‘Lieutenant, we must discuss Hanan’, there was a tremor in the king’s voice.
Fergus knew that this wasn’t going to be a casual conversation. No talk of Hanan was ever casual, an island of such infamy that many folk dared not mention it, unless absolutely necessary. Evidently the king had found it necessary to call one of his commander’s to his personal chambers and to disturb an otherwise enchanted evening. Hanan, the volcanic island, was a haven for pirates and criminals, where decadence and corruption reigned. Fergus had heard it said that in the slums of Koros, capital of Hanan and seat of the Triumvirate, one could acquire any item, whether through purchase or pilfering. Koros was the final destination for many of the world’s greatest treasures, cities had been sacked, societies wiped out for their wonders. The Gold Tree of the Phlanos Empire had been transplanted to the palace grounds of Koros, a grim ghost of itself. The once iridescent foliage rotten and withered, a decaying monument to a grim conquest and an elegy to one of the first empires.
To rule over a land of such depravity and hedonism necessitated a strong standing army, martial law and a severe judicial system kept the population just within the check of agreed Hananian norms. However, many a murder would occur without so much of a batting of a legionnaires eyelid and pub closing time would often see the streets of Kauston painted thick with claret. Fergus had heard that the mantra of the legion was “no riots, no resistance”, they tended not to concern themselves with policing such trivial disputes as murders and gang skirmishes. The island had been ruled by pirate captains, self styled mayors, gang bosses and guilds for centuries until the three minks took control of the city. In the course of a day and a night every captain, kingpin, mayor or objector was slain by the guild of the Four Shadows. The event was known as the Reckoning and it’s anniversary is celebrated raucously in Koros, from fear and respect.
Three young mink emerged from the Reckoning, noteworthy for the parts that they played. Wernin, who had been merely an initiate in the guild, was solely credited with slaying Hajal-Keld of the Green Tongues and his honour guard, thus securing the coal quarter of Koros.
Kjarno Riktooth, who had been unknown prior to the Reckoning made his name at the battle for Kauston barracks. The barracks had historically been held by the Southern Military junta, a kind of unofficial army who controlled and manipulated all trade in the south of Hanan. Kjarno, a guildbrother of no fixed distinction, defied his chapter master’s planned subterfuge. The young mink slit his master’s throat in the night and urged his guild into a direct assault on the garrison. Wave after wave of brothers died against the gates and high walls, yet Kjarno led every assault, urging his comrades on, crossbow bolts thudding deep into his broad shoulders as he roared. Eventually the walls fell, Kjarno had sacrificed hundreds of his brothers in open assault, yet this was not how his part was remembered. His brothers were victorious, the militia were killed or inducted and all who survived the day would tell of a powerful mink with a huge battleaxe standing knee deep in blood and roaring for the cause as he suffered wound after wound and the dead piled up at his feet. A movement needs a banner and he became it.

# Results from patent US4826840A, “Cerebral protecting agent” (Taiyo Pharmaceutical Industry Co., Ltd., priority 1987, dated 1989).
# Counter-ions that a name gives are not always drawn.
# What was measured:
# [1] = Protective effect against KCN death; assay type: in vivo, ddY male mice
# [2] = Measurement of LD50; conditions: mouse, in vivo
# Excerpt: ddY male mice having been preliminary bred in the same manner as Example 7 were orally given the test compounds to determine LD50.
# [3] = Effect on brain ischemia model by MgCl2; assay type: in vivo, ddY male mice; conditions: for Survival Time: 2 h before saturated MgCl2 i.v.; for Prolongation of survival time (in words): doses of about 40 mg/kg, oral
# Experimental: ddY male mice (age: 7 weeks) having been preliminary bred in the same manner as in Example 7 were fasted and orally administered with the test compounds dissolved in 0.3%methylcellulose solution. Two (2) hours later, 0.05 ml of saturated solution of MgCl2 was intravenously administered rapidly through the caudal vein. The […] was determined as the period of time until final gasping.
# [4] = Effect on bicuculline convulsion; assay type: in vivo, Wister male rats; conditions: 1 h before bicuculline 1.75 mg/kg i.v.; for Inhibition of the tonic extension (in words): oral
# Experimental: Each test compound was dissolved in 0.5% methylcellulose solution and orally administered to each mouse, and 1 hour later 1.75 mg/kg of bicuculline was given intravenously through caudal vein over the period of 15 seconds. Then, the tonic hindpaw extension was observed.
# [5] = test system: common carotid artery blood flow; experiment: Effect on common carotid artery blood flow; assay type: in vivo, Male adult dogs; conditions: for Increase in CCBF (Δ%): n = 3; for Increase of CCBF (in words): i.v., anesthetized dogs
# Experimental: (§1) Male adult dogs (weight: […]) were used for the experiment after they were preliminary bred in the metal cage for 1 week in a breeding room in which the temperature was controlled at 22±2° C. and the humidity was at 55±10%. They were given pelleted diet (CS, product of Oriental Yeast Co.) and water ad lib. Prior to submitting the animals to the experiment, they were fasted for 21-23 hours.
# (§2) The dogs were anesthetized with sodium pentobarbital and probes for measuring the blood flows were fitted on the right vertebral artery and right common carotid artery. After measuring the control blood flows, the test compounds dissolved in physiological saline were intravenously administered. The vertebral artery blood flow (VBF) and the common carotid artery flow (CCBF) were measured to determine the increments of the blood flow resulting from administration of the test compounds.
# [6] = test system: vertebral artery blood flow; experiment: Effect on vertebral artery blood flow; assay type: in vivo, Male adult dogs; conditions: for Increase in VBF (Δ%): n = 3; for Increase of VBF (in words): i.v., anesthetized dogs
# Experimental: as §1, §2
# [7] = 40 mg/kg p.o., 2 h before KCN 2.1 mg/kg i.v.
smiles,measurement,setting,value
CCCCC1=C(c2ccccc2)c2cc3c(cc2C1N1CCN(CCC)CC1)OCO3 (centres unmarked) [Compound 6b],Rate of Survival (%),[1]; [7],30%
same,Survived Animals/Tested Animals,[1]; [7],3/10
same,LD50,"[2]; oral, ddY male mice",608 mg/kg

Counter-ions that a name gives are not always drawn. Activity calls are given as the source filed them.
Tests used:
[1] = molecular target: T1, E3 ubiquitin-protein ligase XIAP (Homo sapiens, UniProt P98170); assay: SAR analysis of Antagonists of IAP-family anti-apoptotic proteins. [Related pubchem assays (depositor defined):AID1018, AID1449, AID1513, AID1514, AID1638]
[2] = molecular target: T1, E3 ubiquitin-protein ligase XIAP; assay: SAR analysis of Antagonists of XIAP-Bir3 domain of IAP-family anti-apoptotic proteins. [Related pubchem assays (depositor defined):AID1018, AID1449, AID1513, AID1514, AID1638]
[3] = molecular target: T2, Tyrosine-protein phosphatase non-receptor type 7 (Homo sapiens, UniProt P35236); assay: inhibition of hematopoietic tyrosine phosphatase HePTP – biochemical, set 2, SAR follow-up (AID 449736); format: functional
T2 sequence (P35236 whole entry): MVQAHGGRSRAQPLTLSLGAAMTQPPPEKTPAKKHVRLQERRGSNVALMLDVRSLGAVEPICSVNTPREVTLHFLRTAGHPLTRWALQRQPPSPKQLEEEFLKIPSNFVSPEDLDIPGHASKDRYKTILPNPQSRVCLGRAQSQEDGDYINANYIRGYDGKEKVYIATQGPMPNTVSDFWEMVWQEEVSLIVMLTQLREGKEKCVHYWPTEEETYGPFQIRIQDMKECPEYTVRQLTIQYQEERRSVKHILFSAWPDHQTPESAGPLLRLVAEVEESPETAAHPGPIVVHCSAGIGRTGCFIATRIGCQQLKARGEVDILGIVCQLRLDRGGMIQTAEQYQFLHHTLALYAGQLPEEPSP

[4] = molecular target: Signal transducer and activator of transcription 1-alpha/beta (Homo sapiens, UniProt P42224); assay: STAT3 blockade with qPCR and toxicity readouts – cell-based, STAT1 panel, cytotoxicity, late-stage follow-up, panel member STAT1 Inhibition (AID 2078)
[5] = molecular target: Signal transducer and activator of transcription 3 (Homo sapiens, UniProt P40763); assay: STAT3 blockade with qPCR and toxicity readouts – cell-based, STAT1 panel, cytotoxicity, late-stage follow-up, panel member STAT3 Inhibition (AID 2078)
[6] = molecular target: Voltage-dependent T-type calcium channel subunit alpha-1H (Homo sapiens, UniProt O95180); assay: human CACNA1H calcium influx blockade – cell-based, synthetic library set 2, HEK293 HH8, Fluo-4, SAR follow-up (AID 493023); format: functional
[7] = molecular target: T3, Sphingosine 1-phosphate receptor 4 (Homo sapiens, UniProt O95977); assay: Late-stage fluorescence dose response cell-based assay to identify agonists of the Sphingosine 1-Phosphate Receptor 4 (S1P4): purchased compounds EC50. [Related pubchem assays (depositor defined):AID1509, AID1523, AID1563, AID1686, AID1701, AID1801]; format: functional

Granos, for his part, was no berserker, no slaughterer. He was a diplomat and a shrewd politician. He consulted with the self elected governors and mayors of Koros, Kauston and Naur Province. Some were happy to pledge their support to the Four Shadows, once they learnt of the guild’s growing power, others took more persuading. Granos learnt that everybody has a price, whether that price is five hundred coins or their infant child’s life. He became known as Granos The Treacherous and then, several abductions and assassinations later, as Granos The Valiant.
The Slaughterer, The Berserker and The Valiant. Fergus shuddered at the thought of them. Yet here he was, with his king. Lennox played with the hem of his tunic idly, it had been some time since King Braus had spoken and his commanding officer had been standing silently, staring into middle distance. This was a surprisingly frequent occurrence so Lennox didn’t mind.
“Peace time is, as always, desperately short and psychologically demanding. It is now two years since the battle of Black Creek”
Fergus needn’t be reminded of the battle of Black Creek, no creature on Brausinia did. The last attack on Brausinia, two years ago, had been driven back at a bitter cost. The Hananian minks had sent waves upon waves of marten warriors, almost three thousand of them. Fergus had lost a brother at Black Creek, Lennox had lost an eye. Such ferocious and regular assaults were common practice for the armies of Hanan so it made little sense that there had been no news of marten troops for two years. Such bitter peace was both welcome and unnerving for Braus. His fur was showing unseasonal signs of whiting, his teeth seemed to be yellower and more prominent by the week; the king was tiring.